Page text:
Trump And Giuliani Accused Of Multi-Million Dollar Racket

( – Yet another civil lawsuit against former President Donald Trump involves a rape claim, but this time the accusation is aimed at Trump’s former lawyer.

This suit accuses former Trump lawyer and former New York City mayor Rudy Giuliani, of repeatedly raping his employee. Noelle Dunphy, the former director of business for  Guiliani’s law firm, filed the suit, claiming that Trump and Giuliani schemed to sell presidential pardons for $2 million each. 

The U.S. Constitution gives presidents the power to pardon any individual for a federal crime, but this power does not extend to violations of state laws. 

Dunphy’s suit claims her former boss, Giuliani, asked her “if she knew anyone in need of a pardon.” She also claims Giuliani told her that they were for sale for $2 million and that he and Trump would split the proceeds.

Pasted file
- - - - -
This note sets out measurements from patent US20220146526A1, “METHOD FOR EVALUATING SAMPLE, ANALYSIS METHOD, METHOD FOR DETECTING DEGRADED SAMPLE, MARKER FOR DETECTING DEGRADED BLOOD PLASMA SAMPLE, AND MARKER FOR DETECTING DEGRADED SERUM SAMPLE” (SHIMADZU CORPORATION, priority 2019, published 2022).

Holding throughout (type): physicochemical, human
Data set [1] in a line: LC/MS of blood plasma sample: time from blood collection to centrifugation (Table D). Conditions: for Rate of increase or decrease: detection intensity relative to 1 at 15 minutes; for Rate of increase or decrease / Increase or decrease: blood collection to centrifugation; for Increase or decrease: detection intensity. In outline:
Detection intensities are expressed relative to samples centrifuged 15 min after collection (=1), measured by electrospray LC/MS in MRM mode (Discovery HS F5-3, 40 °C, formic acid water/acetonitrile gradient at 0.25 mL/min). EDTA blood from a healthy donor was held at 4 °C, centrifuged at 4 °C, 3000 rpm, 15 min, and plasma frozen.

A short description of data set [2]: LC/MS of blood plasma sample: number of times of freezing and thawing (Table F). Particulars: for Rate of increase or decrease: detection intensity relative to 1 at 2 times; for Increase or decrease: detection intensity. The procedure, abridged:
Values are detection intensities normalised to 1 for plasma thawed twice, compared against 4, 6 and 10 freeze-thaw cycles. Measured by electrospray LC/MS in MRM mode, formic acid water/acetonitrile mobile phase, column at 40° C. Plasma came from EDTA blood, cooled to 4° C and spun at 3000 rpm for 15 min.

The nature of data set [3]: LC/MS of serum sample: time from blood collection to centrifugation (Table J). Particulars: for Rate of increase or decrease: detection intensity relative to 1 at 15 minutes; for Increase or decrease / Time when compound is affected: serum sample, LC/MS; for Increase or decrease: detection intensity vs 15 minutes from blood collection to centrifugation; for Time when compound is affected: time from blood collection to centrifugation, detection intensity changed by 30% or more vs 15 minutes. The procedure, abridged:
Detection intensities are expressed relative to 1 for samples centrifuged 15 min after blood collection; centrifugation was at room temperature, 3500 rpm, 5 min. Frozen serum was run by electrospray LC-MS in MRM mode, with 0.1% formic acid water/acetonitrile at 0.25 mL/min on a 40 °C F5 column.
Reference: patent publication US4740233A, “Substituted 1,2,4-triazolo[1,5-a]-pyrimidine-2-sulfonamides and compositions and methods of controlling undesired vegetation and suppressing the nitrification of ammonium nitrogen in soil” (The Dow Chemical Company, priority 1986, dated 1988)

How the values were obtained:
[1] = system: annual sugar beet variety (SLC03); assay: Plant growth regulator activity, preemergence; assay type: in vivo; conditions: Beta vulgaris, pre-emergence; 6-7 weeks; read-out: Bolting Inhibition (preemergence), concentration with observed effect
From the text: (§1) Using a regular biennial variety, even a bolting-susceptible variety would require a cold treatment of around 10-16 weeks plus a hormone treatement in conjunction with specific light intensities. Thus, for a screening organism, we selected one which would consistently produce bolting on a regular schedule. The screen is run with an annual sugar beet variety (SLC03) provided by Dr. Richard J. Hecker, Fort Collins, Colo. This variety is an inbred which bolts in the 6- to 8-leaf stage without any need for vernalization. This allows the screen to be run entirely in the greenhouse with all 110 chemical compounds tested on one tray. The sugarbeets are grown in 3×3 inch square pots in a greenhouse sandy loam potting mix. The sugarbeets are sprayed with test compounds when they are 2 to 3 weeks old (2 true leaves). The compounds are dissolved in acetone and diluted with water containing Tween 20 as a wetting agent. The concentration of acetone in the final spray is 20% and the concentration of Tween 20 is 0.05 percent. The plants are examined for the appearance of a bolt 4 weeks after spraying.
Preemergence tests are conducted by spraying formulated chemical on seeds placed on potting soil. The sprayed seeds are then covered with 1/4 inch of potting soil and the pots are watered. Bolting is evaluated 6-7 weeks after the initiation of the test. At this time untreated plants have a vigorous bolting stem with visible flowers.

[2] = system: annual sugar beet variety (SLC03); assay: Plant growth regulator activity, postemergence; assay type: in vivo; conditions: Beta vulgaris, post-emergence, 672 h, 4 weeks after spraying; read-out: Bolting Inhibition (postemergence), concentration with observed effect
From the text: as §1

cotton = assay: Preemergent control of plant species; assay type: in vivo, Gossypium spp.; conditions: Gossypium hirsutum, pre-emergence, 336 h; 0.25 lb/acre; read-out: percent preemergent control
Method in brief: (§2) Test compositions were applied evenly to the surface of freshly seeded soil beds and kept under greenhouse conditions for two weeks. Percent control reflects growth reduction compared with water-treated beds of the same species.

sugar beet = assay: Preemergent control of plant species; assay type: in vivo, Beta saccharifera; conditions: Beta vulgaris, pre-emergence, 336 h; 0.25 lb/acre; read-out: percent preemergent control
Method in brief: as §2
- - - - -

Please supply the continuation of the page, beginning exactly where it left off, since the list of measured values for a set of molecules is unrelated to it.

The process for applying for presidential clemency requires applying through the Office of the Pardon Attorney. Dunphy alleges in her suit that Giuliani said she could refer any pardon requests directly to him, making sure the proposals do not go through the Pardon Attorney’s office, as that correspondence would be subject to the Freedom of Information Act. 

Neither lawyers for Trump nor Guiliani have yet commented on the suit. But Guiliani did speak through spokesman Ted Goodman, saying that he “unequivocally” denied the charges. Goodman said Guiliani would “pursue all available remedies and counterclaims.”

The Office of the Pardon Attorney has a substantial backlog of 17,000 applications, according to Bloomberg News. It is usual for an application to take years to come to a conclusion. 

Donald Trump granted few pardons during his presidency when compared to other recent presidents. For example, former President Barack Obama granted clemency to more than 1,300 individuals. For Trump, the number was only 240. 

While it is not clear what effect this civil suit may have on efforts to prosecute Trump for alleged bribery, it is likely that taking money for pardons would constitute a federal crime.

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